Andrew Judd has described the New Plymouth District Council's major investment fund's performance as a "big elephant in the room" which needs to be addressed.
The council has already proposed a serious reduction in the amount of money being taken from the perpetual investment fund (PIF) each year, but the councillor wants to go even further.
Set up with the proceeds of the council's controversial sale of Powerco, and managed by Taranaki Investment Management Ltd (TIML), the fund has long been touted as the envy of councils around the country.
Mr Judd said since the global financial crisis began in 2008 TIML had been returning lower than expected results, but the council had not reduced its drawings or spending enough to mitigate that.
"We've been living on the back of TIML," Mr Judd said.
For the year ended June 30, 2012, the PIF had a closing balance of $227 million - an investment performance of -2 per cent per annum.
At its inception in 2004 the PIF fund was at $259m.
The council is already proposing to take almost $6.5m less out of the PIF this year than the planned $17.1m.
However, Mr Judd's proposal to take even less was shot down by councillors this week.
Mayor Harry Duynhoven said that since the beginning of his campaign for mayor he had identified PIF release payments as an issue which needed to be addressed.
"We have had $20m per annum for eight years out of that fund," Mr Duynhoven said. "In my view too much was coming out of it."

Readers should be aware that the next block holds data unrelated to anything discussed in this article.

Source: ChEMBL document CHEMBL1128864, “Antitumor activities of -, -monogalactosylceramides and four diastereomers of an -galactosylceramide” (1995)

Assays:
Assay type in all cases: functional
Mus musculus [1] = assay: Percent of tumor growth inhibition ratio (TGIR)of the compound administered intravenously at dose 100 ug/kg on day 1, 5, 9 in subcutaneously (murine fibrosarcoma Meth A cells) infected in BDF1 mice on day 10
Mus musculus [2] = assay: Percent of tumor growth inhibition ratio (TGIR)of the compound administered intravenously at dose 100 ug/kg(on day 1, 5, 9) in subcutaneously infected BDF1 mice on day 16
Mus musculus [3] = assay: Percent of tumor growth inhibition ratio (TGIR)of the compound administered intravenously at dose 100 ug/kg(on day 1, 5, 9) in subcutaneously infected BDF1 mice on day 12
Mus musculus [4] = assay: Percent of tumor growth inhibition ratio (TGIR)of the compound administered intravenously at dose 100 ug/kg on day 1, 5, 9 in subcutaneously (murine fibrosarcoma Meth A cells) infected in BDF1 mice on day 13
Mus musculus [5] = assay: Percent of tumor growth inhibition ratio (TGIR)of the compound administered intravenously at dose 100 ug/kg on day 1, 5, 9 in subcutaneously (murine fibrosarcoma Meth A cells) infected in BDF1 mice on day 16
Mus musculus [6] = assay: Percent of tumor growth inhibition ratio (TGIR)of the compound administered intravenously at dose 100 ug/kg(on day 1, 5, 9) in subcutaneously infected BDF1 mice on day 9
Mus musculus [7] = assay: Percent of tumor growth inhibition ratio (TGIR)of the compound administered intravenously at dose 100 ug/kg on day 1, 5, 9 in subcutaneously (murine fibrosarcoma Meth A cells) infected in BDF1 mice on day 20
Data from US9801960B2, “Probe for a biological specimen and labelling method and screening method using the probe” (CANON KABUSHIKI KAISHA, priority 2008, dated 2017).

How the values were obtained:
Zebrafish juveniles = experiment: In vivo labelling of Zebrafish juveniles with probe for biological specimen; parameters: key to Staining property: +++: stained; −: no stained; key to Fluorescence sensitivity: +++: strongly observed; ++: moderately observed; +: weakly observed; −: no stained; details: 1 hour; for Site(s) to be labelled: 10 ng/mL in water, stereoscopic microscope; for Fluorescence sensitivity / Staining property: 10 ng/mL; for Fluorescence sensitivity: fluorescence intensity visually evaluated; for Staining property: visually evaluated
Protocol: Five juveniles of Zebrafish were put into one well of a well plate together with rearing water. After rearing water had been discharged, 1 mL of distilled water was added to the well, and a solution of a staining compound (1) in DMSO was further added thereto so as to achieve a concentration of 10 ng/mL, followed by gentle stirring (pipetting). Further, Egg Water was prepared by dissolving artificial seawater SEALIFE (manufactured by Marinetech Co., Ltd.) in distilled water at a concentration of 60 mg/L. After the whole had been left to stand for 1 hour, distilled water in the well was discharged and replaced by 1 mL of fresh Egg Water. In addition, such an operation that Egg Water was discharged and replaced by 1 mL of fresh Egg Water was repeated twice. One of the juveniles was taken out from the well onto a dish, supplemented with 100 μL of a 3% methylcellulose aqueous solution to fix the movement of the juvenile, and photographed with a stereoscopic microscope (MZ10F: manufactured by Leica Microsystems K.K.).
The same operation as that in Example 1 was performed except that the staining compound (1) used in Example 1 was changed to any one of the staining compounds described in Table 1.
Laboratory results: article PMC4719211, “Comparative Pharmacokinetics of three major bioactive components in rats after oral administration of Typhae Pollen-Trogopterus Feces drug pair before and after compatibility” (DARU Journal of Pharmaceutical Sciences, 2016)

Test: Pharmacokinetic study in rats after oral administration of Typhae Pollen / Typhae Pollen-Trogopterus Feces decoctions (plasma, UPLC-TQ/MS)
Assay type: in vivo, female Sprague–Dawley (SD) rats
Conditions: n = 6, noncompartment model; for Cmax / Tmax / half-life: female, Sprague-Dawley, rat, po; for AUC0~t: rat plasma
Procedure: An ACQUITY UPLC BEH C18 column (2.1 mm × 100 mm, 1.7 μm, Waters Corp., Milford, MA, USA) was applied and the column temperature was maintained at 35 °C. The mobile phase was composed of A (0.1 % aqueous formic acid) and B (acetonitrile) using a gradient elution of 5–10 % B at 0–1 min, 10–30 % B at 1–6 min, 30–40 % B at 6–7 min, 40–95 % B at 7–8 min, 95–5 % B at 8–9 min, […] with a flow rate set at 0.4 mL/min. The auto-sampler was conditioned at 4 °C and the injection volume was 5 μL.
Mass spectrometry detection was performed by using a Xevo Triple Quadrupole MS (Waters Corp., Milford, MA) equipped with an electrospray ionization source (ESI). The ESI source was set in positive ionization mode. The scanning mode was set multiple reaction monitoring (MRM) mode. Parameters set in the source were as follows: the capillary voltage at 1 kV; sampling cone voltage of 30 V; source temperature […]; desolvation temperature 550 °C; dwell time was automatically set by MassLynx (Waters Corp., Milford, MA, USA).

Now it looks set to come down in the annual plan with $10.7m recommended for 2013/14, $9.4m for 2014/15 and $8.5m for 2015/16.
If it came down any further rates would have to increase, Mr Duynhoven said.
"So I don't know if that would find a lot of favour when we've been conservative in other areas."
But it should be an idea that was considered, he said.
Mr Duynhoven said a lot of councils would be envious of NPDC's financial position and its projected rates increase of 4.6 per cent.
"We have an investment fund which is quite a rare thing in New Zealand, so we are in better shape than many councils."
At this week's meeting, savings of $1.4 million, found through an activity and service review, were confirmed in the council's preliminary draft annual plan 2013/14.
But Mr Judd criticised the review as well.
"It doesn't make cuts, it doesn't raise rates.
"We want to feed off the big bucket of money that's sitting there.
"If it's truly perpetual why don't we cut the ties completely and then use what it does return."
Mr Judd said what was needed was a real conversation about the state of the council's finances.
The PIF fund had sustained ratepayers' lifestyles but now, when it was not delivering the returns to continue that, capital spending continued, he said.
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